Vulnerability assessment refers to the process of identifying and analyzing cyber risks and vulnerabilities in computer networks, systems, hardware, applications, and other IT assets, both on premise and in the cloud. Vulnerability assessments provide security teams and other stakeholders with the information they need to assess and prioritize risks for potential remediation in the proper context.
Vulnerability assessments are a fundamental piece of the vulnerability management and IT risk management lifecycles, helping protect systems and data from unauthorized access and data breaches.
Vulnerability assessments typically leverage tools like vulnerability scanners to identify threats and flaws within an organization's IT infrastructure that represent potential vulnerabilities or risk exposures.
This blog will cover the basics of vulnerability assessments, including how they help identify and reduce cyber risk, and how they complement other components of the vulnerability management framework.
What is a Vulnerability?
First, let’s take a step back and characterize the basic IT definition of a vulnerability as a security weakness or flaw that could potentially be exploited by a threat actor (i.e., malware, external attacker, or malicious insider). Some common types of vulnerabilities include bugs in code, configuration weaknesses, weak passwords and hardcoded credentials (especially those that are vendor-deployed defaults), excessive privileges, and other weaknesses or deficiencies.
Known, unpatched vulnerabilities continue to rank as the leading point of compromise for the initial exploit stage of almost all cyberattacks.
Zero-day vulnerabilities are particularly dangerous because they are vulnerabilities that are published and known, but for which no patch yet exists.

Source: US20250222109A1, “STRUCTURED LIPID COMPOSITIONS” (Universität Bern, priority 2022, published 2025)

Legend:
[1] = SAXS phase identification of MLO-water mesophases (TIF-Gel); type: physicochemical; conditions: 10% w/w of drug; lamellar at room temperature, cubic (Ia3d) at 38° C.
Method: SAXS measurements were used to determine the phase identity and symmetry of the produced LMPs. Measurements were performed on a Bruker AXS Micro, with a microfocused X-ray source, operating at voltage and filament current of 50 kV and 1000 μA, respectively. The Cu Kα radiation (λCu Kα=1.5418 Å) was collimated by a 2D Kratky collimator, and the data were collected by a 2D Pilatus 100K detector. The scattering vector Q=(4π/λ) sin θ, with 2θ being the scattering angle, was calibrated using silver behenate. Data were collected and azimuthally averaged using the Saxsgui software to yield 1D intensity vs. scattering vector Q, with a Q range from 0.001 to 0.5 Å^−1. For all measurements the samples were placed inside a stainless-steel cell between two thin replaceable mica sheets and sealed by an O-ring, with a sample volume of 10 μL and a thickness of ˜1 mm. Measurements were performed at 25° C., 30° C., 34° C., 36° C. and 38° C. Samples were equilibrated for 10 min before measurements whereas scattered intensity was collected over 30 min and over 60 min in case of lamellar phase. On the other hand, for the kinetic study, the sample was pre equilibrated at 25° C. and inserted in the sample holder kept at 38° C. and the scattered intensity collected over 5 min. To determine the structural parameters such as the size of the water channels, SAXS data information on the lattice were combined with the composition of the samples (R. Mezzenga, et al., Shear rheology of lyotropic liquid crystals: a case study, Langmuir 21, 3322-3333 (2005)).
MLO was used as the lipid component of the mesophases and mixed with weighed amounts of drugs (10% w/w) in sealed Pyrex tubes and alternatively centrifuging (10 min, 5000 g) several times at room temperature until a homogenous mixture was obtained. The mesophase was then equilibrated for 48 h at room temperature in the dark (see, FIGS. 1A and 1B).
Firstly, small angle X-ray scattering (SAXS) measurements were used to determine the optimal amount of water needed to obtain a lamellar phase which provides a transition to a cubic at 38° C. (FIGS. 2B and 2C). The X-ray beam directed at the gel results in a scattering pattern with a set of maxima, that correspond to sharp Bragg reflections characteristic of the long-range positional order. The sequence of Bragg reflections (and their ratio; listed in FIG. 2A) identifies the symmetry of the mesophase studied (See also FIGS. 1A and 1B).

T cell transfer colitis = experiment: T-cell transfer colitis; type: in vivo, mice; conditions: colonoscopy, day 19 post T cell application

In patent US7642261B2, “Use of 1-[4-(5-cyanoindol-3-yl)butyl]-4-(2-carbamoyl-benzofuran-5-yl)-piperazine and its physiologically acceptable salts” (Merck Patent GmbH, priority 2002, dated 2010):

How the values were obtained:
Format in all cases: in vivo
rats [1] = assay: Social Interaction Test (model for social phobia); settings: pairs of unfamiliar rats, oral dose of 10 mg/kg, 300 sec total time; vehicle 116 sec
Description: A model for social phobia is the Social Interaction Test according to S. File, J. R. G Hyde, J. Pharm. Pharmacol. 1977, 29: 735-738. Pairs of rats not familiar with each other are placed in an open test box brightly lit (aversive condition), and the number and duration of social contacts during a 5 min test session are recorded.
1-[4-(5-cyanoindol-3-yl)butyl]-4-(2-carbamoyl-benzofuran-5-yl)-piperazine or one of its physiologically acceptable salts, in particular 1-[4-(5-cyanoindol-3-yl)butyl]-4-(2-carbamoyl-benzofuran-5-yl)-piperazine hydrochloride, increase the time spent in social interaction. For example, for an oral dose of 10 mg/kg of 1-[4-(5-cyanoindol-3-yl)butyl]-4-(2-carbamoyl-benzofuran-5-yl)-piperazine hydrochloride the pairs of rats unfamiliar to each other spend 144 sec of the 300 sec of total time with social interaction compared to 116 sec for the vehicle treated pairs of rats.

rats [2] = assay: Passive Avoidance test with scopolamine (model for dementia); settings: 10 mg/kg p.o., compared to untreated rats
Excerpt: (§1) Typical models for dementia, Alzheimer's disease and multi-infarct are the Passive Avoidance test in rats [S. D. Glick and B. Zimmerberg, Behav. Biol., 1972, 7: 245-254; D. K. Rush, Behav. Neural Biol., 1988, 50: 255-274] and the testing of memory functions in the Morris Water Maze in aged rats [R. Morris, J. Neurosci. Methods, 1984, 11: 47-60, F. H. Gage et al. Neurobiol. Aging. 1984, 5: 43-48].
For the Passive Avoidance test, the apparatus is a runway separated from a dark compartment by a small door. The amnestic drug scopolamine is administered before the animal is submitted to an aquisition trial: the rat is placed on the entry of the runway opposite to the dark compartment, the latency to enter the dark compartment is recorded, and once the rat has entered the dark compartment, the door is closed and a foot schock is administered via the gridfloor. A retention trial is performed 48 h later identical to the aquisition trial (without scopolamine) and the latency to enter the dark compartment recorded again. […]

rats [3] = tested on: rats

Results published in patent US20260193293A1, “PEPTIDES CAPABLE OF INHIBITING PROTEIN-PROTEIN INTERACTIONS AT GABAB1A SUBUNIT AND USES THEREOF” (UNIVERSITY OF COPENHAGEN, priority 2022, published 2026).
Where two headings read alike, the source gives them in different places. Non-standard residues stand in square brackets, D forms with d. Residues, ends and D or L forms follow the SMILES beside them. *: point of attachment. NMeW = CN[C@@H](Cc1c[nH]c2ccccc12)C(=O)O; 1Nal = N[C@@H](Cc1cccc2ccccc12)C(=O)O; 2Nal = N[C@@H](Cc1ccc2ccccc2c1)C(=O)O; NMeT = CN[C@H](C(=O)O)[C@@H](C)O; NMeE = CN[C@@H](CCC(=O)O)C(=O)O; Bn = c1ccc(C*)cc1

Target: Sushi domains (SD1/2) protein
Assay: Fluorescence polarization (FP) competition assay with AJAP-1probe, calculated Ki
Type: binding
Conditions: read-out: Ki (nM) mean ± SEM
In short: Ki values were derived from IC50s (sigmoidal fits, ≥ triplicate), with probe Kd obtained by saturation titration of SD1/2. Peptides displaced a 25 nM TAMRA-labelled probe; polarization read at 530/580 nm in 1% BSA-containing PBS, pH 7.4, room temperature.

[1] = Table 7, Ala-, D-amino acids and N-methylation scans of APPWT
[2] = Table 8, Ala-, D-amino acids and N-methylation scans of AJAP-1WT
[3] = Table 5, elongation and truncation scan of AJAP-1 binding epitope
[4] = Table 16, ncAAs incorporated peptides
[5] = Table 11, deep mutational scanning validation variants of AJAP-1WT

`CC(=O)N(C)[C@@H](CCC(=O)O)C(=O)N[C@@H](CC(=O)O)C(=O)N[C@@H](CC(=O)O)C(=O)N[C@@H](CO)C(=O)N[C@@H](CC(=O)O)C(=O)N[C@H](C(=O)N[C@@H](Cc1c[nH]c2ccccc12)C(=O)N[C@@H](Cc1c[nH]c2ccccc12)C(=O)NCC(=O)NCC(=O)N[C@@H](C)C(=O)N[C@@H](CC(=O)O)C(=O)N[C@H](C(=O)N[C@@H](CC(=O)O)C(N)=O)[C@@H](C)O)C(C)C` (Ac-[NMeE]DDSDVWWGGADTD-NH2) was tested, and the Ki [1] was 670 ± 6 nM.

Key Benefits of Vulnerability Assessments
Vulnerability assessments enable IT security teams to apply a consistent, comprehensive, and clear approach to identifying and resolving security threats and risks. This confers several benefits across the organization, including:
- Early and consistent identification of threats and weaknesses in IT security
- Remediation actions (patching, systems hardening, etc.) to close any gaps and protect sensitive systems and information
- Addressing cybersecurity compliance and regulatory needs for areas like HIPAA and PCI DSS
- Protecting against data breaches and other unauthorized access
Vulnerability assessments can even help an organization make adjustments to mitigate the impact of a zero-day vulnerability. For instance, with knowledge in hand regarding a zero-day, the organization could segregate applications or parts of the affected system and layer on additional controls (i.e. implementing additional restrictions around privilege elevation) to bolster its cyber resilience in the interim until a patch is available.
How Vulnerability Assessments Relate to IT Risk and Vulnerability Management
Most vulnerability assessments assign a risk-level to each cyberthreat. These risks can have a priority, urgency, and impact assigned to them, which helps to channel focus on those cyberthreats that could create the most impactful issues for an organization. This is an important part of vulnerability management, as IT security team are typically stretched for time and resources, and must concentrate on the areas that could cause the most damage to the business.